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  • Dubious Anniversary for NRC, Yucca Mountain, and U.S. Nuclear Power

    Nuclear Plant Cooling Towers in Byron, Illinois

    On June 28, 2010, the Atomic Safety and Licensing Board—a three-judge panel charged with conducting licensing hearings for the Nuclear Regulatory Commission (NRC)—rejected the Department of Energy’s motion to withdraw the license application to move forward with opening Yucca Mountain, the geologic repository meant to store our nation’s used nuclear fuel.

    Before the board’s decision can become final, however, the NRC must vote on whether or not to accept it. The problem is that NRC chairman Gregory Jaczko refuses to allow the commission to consider the ASLB’s conclusions.

    This is extraordinarily problematic. First, it threatens decades of scientific and technical research, the labor of thousands of dedicated workers, and $15 billion in taxpayers’ and electricity ratepayers’ money. Of course, wasting time, effort, and money is nothing new for the federal government.

    But in this case, the stakes are much higher. The NRC’s lack of action is holding the future of American nuclear power hostage by keeping nuclear waste policy in a state of suspended animation. Absent a nuclear waste policy, there will be no nuclear renaissance in the U.S.

    Beyond that, the chairman’s actions on Yucca seem to move the NRC squarely into the political arena. While no Washington institution can be devoid of politics altogether, the perception is that the NRC has traditionally operated apolitically. Doing so is critical for the credibility of the institution and to maintaining the public trust. Anything that undermines that credibility and trust, even if only by perception, must be resolved.

    The facts are clear. The technical merit of the Yucca project is strong. The decision to halt work on the Yucca review is political. And even if the chairman’s intentions are pure, the perception is that politics are driving his actions.

    NRC officials testified last week and strongly criticized Jaczko for succumbing to political pressures and not taking a scientifically objective approach to Yucca Mountain. Aby Mohseni, acting director for licensing and inspections at the NRC, said in prepared remarks for the House Energy and Commerce subcommittee:

    Some senior managers contributed to the manipulation of the budget process and information to apparently make sure that the Yucca Mountain project would be left unfunded even if the license application was still before the NRC…. We were unprepared for the political pressures and manipulation of our scientific and licensing processes that would come with the appointment of Chairman Jaczko in 2009.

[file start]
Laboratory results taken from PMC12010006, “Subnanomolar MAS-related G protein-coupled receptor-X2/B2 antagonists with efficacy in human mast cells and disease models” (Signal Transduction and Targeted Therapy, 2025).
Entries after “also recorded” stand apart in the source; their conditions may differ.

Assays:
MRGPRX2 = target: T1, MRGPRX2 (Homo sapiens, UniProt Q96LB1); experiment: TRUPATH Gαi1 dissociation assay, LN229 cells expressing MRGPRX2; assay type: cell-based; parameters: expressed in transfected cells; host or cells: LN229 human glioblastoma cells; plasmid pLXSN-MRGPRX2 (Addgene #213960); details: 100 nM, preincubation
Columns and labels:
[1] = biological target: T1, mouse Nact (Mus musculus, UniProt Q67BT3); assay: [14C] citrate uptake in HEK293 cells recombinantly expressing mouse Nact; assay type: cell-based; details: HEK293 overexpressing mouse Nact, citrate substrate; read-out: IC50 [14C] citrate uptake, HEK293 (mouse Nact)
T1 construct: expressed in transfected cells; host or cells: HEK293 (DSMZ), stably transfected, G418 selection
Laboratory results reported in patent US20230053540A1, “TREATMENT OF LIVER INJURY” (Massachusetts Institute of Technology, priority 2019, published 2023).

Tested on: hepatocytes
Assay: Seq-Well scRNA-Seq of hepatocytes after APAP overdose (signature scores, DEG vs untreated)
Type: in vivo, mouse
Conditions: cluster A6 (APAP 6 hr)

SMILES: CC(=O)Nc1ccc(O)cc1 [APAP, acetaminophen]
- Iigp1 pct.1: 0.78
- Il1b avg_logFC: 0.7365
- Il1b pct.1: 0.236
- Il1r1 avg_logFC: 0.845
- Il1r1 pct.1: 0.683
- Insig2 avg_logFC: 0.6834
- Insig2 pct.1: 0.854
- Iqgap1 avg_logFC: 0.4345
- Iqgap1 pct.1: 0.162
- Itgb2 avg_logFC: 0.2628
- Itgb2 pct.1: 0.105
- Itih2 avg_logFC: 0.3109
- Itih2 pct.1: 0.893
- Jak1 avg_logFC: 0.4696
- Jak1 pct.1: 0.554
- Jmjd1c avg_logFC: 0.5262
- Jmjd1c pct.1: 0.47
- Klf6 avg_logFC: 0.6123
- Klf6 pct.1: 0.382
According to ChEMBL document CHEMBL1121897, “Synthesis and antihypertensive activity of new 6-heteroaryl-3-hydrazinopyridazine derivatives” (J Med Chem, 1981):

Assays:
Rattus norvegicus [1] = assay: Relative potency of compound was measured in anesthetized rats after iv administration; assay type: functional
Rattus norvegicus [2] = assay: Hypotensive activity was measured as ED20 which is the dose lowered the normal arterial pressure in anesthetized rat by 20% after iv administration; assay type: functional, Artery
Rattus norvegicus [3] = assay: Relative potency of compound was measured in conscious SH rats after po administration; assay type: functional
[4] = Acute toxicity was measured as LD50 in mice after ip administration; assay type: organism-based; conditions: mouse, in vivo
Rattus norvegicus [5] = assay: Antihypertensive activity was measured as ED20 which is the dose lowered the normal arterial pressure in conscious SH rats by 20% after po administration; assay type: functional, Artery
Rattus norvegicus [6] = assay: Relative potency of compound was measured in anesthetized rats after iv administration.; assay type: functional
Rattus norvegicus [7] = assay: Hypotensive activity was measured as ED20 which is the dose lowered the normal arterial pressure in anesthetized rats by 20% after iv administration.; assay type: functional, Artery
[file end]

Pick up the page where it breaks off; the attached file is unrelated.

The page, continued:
The criticism of Jaczko has been relentless. Earlier in June, the House Committee on Science, Space, and Technology released a comprehensive report that details Jaczko’s attempt to prematurely and unnecessarily shut down the Yucca licensing process. Another June report, this one from NRC Inspector General Hubert Bell, criticized the chairman for “strategically” holding information. The entire IG’s report is worth reading, because it highlights Jaczko’s manipulation of the budget process to close Yucca Mountain for good.

    Regardless of whether we build new nuclear reactors or reprocess spent nuclear fuel, in every scenario, a geologic repository is necessary . The reality is that some of the byproducts of nuclear fission will last a long time. Therefore, the U.S. needs a place where it can be safely stored. If Yucca Mountain is technologically unable to fill those duties, then the NRC should say so. But all evidence suggests that Yucca is an appropriate place to store used nuclear fuel. The NRC’s job is to make that determination. Unfortunately, Jaczko has decided that the NRC should not do its job.

     

    Posted in Energy [slideshow_deploy]

    One Response to Dubious Anniversary for NRC, Yucca Mountain, and U.S. Nuclear Power

    1. ThomNJ says:

      I read once that if we just allowed reprocessing of our nuclear fuel, that the resultant waste requiring storage would take up as much space as a 12 ounce soda can or so. Is that true? And if it is not, my understanding is that this reprocessing alone would still vastly reduce the amount of waste that is out there – and in turn, make storage that much safer. Anyone knowledgeable on this that would care to comment?

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